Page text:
Mobile transaction platform tPago is expanding across Latin America to cater for the unbanked, its parent company GCS International has announced. As you may know, it has been operating in the Dominican Republic since 2010, and will now be available to users in Colombia, Guatemala, El Salvador and Puerto Rico.
Mobile payments are an attractive and fast-growing segment; according to Pyramid Research, the number of users of mobile transaction platforms in the region will reach 140 million in 2015, a huge jump from 18 million today.
This is the market that tPago intends to capture, on the heels of its good results in the Dominican Republic where it has agreements in place with local banks and mobile carriers. According to GCS, its brand has already processed 10,800,000 transactions in the country, or over $69 million in only 25 months. In addition, the company boasts a 57% increase in customer volume over the last 12 months, and currently has 300,000 users.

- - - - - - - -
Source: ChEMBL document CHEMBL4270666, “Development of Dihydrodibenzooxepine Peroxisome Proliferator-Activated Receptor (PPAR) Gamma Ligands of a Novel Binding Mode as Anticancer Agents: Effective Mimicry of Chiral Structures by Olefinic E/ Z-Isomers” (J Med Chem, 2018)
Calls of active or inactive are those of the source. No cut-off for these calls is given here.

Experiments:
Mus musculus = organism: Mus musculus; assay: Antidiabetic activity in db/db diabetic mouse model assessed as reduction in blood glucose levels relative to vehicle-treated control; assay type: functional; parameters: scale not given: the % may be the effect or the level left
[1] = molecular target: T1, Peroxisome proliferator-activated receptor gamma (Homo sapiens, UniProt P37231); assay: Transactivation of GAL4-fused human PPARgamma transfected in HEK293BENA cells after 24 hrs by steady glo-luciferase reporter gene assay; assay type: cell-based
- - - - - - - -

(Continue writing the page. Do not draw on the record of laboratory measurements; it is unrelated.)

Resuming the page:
Although tPago’s users currently need a bank account to access the service, the company plans to waive this requirement very soon to cater to the unbanked – a huge and underserved population segment in Latin America. While 90% of Latin Americans have a cell phone, only 40% have access to basic financial services.
It’s worth noting that we aren’t only talking about the latest smartphones, which aren’t widely spread yet in Latin America. As a matter of fact, tPago also works with non-connected mobile phones, GCS International’s executive chairman Manuel Alejandro Grullón Hernández explains:
“[This was made possible] thanks to the investment we made in developing the use of the USSD system, a channel for data transfer that is present throughout all GSM networks and on which we rely for carrying out transactions.”
In practical terms, tPago’s clients can use it for bill payment, money transfer from person to person, retail purchases, recharges of cell phone minutes or cash advances from credit cards and other operations. As for those who don’t have a bank account, they will be able to top-up their mobile phones at physical retail locations.
Image credit: Paul Stein
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